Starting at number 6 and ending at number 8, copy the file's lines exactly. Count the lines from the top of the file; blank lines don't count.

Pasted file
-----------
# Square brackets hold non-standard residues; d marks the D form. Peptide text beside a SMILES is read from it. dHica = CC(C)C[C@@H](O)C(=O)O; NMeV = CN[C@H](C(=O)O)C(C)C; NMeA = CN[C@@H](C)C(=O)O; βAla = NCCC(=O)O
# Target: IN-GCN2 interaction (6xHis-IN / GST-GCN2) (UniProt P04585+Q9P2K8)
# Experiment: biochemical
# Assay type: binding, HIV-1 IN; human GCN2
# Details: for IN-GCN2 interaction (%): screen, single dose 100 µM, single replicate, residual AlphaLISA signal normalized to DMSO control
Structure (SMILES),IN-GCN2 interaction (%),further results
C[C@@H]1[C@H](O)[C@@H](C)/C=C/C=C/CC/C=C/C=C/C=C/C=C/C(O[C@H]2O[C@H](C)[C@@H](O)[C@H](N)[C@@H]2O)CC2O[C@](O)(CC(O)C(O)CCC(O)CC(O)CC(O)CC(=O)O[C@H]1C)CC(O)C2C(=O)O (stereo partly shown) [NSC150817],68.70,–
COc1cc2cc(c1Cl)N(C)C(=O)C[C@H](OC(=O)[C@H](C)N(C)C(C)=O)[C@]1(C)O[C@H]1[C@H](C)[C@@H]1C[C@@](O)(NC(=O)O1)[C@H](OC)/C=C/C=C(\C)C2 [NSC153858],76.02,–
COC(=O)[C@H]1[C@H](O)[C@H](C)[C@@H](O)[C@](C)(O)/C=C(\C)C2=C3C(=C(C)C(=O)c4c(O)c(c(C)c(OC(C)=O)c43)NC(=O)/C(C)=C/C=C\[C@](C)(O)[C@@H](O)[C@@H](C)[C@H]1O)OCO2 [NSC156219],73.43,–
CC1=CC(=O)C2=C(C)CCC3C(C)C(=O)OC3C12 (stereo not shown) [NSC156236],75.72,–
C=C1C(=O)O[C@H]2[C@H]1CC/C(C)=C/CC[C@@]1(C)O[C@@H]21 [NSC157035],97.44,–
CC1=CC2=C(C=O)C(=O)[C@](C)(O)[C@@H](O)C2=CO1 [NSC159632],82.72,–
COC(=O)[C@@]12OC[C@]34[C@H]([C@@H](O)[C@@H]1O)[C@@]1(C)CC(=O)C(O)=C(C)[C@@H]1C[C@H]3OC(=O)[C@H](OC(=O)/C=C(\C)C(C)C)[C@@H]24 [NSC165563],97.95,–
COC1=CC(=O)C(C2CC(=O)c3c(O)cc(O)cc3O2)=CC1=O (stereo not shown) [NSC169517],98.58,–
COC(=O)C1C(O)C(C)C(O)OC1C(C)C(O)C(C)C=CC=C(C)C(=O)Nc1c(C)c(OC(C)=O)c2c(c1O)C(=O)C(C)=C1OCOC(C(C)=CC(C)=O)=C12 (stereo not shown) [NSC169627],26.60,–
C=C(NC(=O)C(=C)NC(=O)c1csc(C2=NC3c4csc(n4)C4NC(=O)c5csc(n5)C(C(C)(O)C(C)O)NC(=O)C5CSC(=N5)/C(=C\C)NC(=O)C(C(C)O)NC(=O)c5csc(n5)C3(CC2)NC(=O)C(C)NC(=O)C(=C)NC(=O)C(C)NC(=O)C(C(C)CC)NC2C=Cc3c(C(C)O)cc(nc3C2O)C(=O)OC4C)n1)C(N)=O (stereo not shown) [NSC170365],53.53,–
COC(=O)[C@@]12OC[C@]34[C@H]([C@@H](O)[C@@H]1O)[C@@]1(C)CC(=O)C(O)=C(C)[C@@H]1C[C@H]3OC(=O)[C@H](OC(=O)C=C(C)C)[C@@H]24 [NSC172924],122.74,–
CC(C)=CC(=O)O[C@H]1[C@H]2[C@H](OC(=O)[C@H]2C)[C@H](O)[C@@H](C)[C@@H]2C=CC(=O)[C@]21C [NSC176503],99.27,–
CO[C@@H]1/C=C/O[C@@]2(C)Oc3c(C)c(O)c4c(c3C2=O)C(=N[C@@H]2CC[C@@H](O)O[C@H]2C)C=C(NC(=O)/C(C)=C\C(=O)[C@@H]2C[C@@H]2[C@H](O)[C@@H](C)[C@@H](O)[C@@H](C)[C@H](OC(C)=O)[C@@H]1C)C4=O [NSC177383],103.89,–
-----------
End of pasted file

Structure (SMILES),IN-GCN2 interaction (%),further results
C[C@@H]1[C@H](O)[C@@H](C)/C=C/C=C/CC/C=C/C=C/C=C/C=C/C(O[C@H]2O[C@H](C)[C@@H](O)[C@H](N)[C@@H]2O)CC2O[C@](O)(CC(O)C(O)CCC(O)CC(O)CC(O)CC(=O)O[C@H]1C)CC(O)C2C(=O)O (stereo partly shown) [NSC150817],68.70,–
COc1cc2cc(c1Cl)N(C)C(=O)C[C@H](OC(=O)[C@H](C)N(C)C(C)=O)[C@]1(C)O[C@H]1[C@H](C)[C@@H]1C[C@@](O)(NC(=O)O1)[C@H](OC)/C=C/C=C(\C)C2 [NSC153858],76.02,–